Images: Highlights + Fascinations From the Liverpool Biennial

Above image: Ines Doujak, Masterless Voices (film still), 2014

It’s reasonable to say that London has spent the last three decades becoming the absolute center of gravity for the international contemporary art world. But just about 280 kilometers to the North, the Liverpool Biennial has, since 1998, actually grown into the largest gathering of the art world cognoscenti / art lovers in all of the UK.

The 2021 edition has just opened with The Stomach and The Port, a major new series of outdoor sculptures, plus sonic and digital commissions. An inside chapter will launch later in the spring, and there is also a digital portal, for those unable to travel to the UK right now. Themes this year revolve around ideas and notions of “the body,” especially relevant as this now-thirteen-months-long global pandemic has made us so acutely aware of our corporeal presences.

The works of major names like Judy Chicago, Rashid Johnson and Pedro Neves Marques will be featured in the Biennial, which will run through June 21. But here we pick eight particularly compelling highlights, from well-known, and lesser known talents.

Ines Doujak

The work of Vienna based feminist artist Ines Doujak spans disciplines from performance to film to installation and photography. She notably undertook an extensive research of the global cultural signifiers of textiles, and the implications for culture, gender and matters of class – which resulted in the fascinating book Loomshuttles, Warpaths: An Eccentric Archive 2010-2018.

Featured in the Liverpool Biennial: Masterless Voices (film still), 2014 (pictured top), taken from a podcast of the same name that looked at the sociocultural history of pandemics. So, obviously, exceedingly relevant.

UBERMORGEN

UBERMORGEN is a Swiss-Austrian art collective dating to 1995, whose early works involved low-tech media hacking, and moved on to such provocations as a fake Neo-Nazi helpline. They’ve exhibited across five continents, and have their work held in SFMOMA, Centre Pompidou Paris, and the NTT ICC Museum Tokyo.

Featured in the Liverpool Biennial: The Next Biennial Should be Curated by a Machine B³(TNSCAM) (2021), which suggests that the curatorial profession might be usurped by Artificial Intelligence – especially cheeky considering the large population of curators in attendance.

UBERMORGEN, The Next Biennial Should be Curated by a Machine B³(TNSCAM) (2021)

Black Obsidian Sound System

Black Obsidian Sound System was launched in 2018 as a community of trans and non-binary Black, queer, and people of color to bring together the triple threat of sound, art and radical activism. It is based partly around the communal principles of sound system culture.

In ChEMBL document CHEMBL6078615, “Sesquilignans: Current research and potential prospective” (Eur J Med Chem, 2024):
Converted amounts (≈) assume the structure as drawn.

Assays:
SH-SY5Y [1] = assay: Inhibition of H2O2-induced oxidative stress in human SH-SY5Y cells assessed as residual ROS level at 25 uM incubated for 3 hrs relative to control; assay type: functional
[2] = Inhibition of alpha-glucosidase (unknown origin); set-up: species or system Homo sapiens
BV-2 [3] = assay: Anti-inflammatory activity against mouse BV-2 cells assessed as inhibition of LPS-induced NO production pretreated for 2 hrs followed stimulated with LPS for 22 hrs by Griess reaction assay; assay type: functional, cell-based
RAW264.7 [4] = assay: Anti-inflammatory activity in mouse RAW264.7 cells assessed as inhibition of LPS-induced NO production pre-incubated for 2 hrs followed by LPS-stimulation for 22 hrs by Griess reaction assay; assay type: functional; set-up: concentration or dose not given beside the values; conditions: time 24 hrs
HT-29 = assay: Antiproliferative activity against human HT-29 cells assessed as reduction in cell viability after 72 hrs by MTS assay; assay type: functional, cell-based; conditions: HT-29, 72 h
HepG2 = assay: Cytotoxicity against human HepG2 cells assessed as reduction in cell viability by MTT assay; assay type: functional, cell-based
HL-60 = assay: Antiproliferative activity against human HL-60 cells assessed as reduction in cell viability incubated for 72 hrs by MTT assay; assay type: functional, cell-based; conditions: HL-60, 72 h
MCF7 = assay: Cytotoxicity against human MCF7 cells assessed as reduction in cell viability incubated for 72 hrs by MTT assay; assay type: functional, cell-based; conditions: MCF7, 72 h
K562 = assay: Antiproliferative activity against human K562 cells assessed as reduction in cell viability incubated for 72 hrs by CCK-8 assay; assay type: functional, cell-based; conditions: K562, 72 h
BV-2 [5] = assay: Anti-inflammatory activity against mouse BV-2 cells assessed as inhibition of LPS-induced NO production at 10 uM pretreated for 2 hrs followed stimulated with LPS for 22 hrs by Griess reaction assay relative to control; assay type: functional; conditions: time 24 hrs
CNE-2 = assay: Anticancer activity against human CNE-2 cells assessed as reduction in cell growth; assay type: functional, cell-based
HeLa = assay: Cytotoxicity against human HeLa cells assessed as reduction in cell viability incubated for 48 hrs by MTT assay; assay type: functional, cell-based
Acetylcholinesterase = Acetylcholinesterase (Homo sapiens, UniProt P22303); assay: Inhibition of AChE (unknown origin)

Featured in the Liverpool Biennial: A Collective Hum, 2019, is an immersive environment using archival images, film, light, and sculpture to reflect on the ways marginalized groups have used sound spaces as places to cultivate community and strength.

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Black Obsidian Sound System, A Collective Hum, 2019

Jenna Sutela

A Finnish artist working in Berlin, Jenna Sutela‘s audiovisual works have been known to feature bacteria, such as the Bacillus subtilis nattō and the slime mold Physarum polycephalum. She is currently a Visiting Artist at The MIT Center for Art, Science & Technology.

Featured in the Liverpool Biennial: nnother (2020), at the Lewis’s Building, a sound piece that imagines a conversation between fictional organisms – one of which happens to live inside of the other – as well as a new installation that is a continuation of her Magma (2019–ongoing) series of human-headed lava lamp sculpts at the Lush Building.

Jenna Sutela, Magma, 2019

Teresa Solar

Madrid artist Teresa Solar‘s exhibitions draw on history, fiction and mythology to create complex new ecosystems of thought. In recent years her work has been shown in Stockholm, Munich, Basel and Ciudad de Mexico.

Featured in the Liverpool Biennial: Osteoclast II – installed at Exchange Flags, the city’s imposing Town Hall – is composed of five “kayaks,” which are meant to refer to the shape of a bone in the anatomy, calling to mind that the great ships built and docked at Merseyside were and are transmitters of bodies and knowledge.

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Teresa Soler, Osteoclast (2021)

Haroon Mirza

A British artist of Pakistani descent whose favored medium is electricity, Haroon Mirza has notably collaborated with writer, curator and Doctors of Madness frontman Richard Strange. Mirza’s work often employs sound and light waves to produce provocative effects.

Featured in the Liverpool Biennial: The Three /\/\/\/’s 2021, a new performance piece which investigates the sociological and physiological properties of the human voice. Said performance will not host an audience, but rather be documented, and then be available to view via the Biennial’s digital portal.

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Haroon Mirza, The Three /\/\/\/’s 2021

Larry Achiampong

A Ghanian artist living and working in London, Larry Achiampong‘s work encompasses live performance, spoken word, musical composition and photographic/painted collages, often dealing with the existential and sociocultural.

Featured in the Liverpool Biennial: Pan-African Flag for the Relic Traveller’s Alliance, a series of eight Pan-African flags installed in various locations around the city, whose colors have symbolic meaning connected to various struggles on the African continent. Some directly reference Liverpool’s role as a port city involved in the West African slave trade.

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Larry Achiampong, Pan-African Flag for the Relic Traveller’s Alliance

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